North Carolina passes regulations for toxic coal ash after big spill soiled 70 miles of river

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RALEIGH, North Carolina — North Carolina lawmakers have approved legislation they say makes the state the nation's first to address decades of toxic water pollution from residue left behind by coal-burning electricity plants.

The General Assembly on Wednesday approved legislation addressing the problem unmasked six months ago when a coal ash spill from a Duke Energy plant coated 70 miles of the Dan River in gray sludge. The measure goes to Gov. Pat McCrory before becoming law.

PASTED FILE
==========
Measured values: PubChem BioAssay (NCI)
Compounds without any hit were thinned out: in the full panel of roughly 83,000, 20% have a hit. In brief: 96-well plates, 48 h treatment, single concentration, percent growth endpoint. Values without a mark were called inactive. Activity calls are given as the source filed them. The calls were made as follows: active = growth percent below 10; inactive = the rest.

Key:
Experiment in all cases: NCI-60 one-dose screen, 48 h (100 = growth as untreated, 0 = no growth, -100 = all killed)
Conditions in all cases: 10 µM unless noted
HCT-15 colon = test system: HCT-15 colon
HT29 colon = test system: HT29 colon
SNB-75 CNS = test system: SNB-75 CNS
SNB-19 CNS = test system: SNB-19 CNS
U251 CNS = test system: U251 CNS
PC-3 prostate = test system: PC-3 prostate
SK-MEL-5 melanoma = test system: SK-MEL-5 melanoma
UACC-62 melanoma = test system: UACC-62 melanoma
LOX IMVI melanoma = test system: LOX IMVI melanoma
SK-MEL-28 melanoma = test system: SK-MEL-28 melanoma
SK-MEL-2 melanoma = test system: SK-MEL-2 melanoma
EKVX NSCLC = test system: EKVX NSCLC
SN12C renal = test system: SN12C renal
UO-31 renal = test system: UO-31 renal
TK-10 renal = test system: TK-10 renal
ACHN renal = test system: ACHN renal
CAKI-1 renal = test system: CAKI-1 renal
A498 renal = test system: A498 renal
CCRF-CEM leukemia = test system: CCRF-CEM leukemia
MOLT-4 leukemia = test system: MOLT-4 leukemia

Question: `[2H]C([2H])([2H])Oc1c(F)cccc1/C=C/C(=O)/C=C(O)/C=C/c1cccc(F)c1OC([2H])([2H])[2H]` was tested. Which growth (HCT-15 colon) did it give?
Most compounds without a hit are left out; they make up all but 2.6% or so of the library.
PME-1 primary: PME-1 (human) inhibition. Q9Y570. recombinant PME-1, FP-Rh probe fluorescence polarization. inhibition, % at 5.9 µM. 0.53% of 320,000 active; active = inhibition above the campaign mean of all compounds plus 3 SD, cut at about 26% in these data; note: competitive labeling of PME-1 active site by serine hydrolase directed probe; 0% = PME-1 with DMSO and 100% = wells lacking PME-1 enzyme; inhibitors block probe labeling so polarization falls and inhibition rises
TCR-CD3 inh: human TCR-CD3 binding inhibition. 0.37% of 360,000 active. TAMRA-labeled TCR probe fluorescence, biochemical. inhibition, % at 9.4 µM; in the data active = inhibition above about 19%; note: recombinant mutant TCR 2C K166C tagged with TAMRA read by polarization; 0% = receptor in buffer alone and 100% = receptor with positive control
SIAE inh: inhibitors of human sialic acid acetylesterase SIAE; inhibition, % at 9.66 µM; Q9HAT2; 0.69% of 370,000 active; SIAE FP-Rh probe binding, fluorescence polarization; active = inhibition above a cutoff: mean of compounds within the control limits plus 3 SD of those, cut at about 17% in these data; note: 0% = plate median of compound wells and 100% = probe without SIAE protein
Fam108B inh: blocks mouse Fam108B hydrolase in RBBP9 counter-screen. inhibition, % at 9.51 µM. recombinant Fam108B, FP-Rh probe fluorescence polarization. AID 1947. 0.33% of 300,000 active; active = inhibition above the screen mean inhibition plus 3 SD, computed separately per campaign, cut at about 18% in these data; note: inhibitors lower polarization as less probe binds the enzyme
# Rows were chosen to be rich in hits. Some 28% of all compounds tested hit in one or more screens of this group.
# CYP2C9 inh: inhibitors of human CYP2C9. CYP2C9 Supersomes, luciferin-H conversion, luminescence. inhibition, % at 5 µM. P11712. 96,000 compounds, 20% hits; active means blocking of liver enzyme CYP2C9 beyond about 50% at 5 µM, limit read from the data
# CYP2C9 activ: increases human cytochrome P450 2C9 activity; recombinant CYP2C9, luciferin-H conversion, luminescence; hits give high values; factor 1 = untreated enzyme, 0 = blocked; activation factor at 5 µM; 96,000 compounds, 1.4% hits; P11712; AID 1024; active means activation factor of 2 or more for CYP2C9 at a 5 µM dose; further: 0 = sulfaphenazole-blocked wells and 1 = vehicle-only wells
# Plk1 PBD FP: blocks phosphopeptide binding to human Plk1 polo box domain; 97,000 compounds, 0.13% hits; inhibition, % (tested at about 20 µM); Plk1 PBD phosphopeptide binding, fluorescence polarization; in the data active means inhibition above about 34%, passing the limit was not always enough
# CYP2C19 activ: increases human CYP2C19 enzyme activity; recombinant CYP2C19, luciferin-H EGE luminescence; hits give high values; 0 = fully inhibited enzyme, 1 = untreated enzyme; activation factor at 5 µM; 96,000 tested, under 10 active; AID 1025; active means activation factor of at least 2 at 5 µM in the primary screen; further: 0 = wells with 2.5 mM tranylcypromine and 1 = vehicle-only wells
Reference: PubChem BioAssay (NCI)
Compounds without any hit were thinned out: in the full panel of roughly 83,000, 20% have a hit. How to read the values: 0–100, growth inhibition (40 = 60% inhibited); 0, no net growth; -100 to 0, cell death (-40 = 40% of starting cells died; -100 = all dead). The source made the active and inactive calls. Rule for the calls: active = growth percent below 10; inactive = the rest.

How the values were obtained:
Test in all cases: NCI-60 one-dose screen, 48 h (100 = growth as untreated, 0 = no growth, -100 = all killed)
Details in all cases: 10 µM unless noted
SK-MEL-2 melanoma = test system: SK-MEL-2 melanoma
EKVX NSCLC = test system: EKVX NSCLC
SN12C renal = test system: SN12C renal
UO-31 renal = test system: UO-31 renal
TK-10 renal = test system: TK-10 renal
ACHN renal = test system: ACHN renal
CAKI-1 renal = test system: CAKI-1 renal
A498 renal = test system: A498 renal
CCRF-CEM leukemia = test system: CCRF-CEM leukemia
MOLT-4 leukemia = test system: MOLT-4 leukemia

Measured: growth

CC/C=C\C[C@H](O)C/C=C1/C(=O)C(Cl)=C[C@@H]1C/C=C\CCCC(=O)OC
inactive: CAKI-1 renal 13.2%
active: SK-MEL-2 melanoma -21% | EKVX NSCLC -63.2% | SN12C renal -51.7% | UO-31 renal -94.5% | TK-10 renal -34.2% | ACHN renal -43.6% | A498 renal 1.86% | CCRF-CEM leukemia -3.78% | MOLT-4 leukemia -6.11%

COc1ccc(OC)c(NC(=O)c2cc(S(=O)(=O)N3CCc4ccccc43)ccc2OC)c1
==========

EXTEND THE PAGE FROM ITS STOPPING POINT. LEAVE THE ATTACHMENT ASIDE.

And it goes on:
Environmentalists say the legislation improved on earlier efforts, but didn't go far enough.

Lawmakers say the measure would reverse a Superior Court judge's ruling that Duke must take "immediate action" to eliminate groundwater contamination that crosses onto a neighboring property.

Environmental attorney Frank Holleman says that will allow Duke to study the problem indefinitely before starting cleanup.

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